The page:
No one knows what they're doing, or how to interact with each other in a respectful, appropriate way. E-mails are sent without punctuation, grammar checks, correct capitalization, or even basic sentence structures. Many have been here so long that they've likely forgotten what their real role is, so they just wander around aimlessly, pretending to work/care. That is, of course, if they're not on vacation. There is absolutely no process in place for anything - ANYTHING. You can ask around for how something is usually done, but the answer will be, "it depends on the business." Every e-mail sent, phone call made, or posting made online needs to be proofed (probably several times) by members of management. However, if everyone reviews the same thing, sees no errors, and it gets sent out with a mistake, you can bet it will be your fault. Don't worry about being fired, though. No one ever gets fired, even if they poop on the floor. (Literally. That happened.)
Work/life balance is nonexistent. The culture is such that all the customers are 100% right, no matter the reason, cause, or fault. No questions are asked to get additional information, the solution is to send piles of information and long wordy e-mails in return without a thought. This equates to people working on tasks multiple times, so multiple people can proof, so mistakes can still be made, to working on the same thing over again. Expect to work around every holiday, and don't think about submitting a PTO request prior to knowing anything about that coming year's schedule. That is, of course, unless you've been there 20 years. Then, apparently, do whatever you want, regardless of who might be struggling and need help, and want to spend a little time over the holidays with their families. What good is 3 weeks of vacation (combined with sick time, because you should definitely waste your own PTO when you're sick) when you can never use it!
No promotions. Ever. Still not really sure how to feel about that one, but it's true. Also no pay raises.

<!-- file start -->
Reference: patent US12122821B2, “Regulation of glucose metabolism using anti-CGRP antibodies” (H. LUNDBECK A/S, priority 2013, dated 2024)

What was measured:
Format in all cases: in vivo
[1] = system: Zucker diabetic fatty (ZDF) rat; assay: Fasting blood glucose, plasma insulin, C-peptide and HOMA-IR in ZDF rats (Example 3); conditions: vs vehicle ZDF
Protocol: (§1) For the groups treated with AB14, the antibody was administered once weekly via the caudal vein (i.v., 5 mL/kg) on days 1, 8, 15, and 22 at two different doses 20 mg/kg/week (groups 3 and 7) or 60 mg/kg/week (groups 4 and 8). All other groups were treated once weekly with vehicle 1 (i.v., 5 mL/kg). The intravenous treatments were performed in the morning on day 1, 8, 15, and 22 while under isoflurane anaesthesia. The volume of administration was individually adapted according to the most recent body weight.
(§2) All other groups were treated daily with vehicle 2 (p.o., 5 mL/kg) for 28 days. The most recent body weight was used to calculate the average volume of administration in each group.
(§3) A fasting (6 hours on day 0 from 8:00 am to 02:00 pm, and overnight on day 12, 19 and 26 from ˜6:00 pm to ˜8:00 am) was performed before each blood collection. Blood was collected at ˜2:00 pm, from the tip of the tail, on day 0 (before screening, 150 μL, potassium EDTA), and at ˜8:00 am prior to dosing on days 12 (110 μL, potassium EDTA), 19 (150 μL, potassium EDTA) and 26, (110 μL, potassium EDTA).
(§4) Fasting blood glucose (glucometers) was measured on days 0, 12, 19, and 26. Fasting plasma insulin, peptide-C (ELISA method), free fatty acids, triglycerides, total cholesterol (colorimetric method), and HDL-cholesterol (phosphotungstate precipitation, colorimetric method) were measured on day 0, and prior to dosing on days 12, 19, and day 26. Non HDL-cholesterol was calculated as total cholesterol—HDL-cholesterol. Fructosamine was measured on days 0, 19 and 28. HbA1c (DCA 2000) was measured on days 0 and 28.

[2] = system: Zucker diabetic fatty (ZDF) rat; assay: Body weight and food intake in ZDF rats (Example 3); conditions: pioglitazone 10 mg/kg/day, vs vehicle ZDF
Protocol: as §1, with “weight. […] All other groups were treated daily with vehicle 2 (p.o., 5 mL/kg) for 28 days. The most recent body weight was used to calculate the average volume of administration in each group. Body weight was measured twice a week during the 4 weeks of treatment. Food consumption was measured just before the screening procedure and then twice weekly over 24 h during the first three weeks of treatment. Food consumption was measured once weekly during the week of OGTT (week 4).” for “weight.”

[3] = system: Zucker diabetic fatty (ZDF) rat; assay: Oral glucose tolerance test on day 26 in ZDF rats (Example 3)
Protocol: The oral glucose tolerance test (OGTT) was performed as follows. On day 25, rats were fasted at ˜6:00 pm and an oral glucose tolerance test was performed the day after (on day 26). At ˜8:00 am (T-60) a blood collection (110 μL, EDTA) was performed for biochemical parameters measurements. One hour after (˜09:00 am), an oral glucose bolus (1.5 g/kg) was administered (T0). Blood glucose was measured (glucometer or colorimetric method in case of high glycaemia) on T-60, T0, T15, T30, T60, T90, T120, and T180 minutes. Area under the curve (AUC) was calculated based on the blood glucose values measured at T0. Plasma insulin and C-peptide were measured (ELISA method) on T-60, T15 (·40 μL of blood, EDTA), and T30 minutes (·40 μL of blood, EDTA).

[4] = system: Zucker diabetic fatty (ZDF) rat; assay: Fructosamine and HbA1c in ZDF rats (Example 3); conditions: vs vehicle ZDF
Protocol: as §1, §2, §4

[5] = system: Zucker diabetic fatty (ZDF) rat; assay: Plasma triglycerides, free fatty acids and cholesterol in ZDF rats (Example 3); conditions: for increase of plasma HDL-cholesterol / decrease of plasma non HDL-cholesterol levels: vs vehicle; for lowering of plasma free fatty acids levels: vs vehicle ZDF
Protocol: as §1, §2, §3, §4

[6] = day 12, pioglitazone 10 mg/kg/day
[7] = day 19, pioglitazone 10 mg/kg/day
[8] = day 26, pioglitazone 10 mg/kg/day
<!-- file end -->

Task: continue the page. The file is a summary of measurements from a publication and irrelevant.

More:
Micromanagement. Micromanagement. Micromanagement.
Old systems. Old systems managed/maintained by people who don't know what's going on with them, or don't care enough to fix the things that would really help us all out. Old systems trained by using examples of what to do in them, then never doing that task again for a year, then forgetting how to do things, then needing to ask for help, then getting no sympathy from others because they've been here 12 years long than you ever will be (or should be).
Advice to Management
You know nothing about what the peons in your office do, or what they deal with. You've tried recently to provide for them in other ways, touting that the hard work we do and long hours we work are worth it. Here's the thing: they're not. Everyone is afraid to sit in meetings with you because you're often mean-spirited, unhelpful, and demanding. When we do something right (!), there is no praise, no kind words said, nothing. You need to clean up the employee pool at this company - drop the dead weight and bring on more people who know what they are doing and are willing to fix the things that are wrong. Stop being mean to everyone because of your own insecurities and start asking what solutions people have for problems. Re-discover what work/life balance means for people and allow employees the ability to work remotely (hint: we can ALL do our jobs from home, but no one cares enough to admit it) so we can still take care of other things we need to do to keep ourselves sane.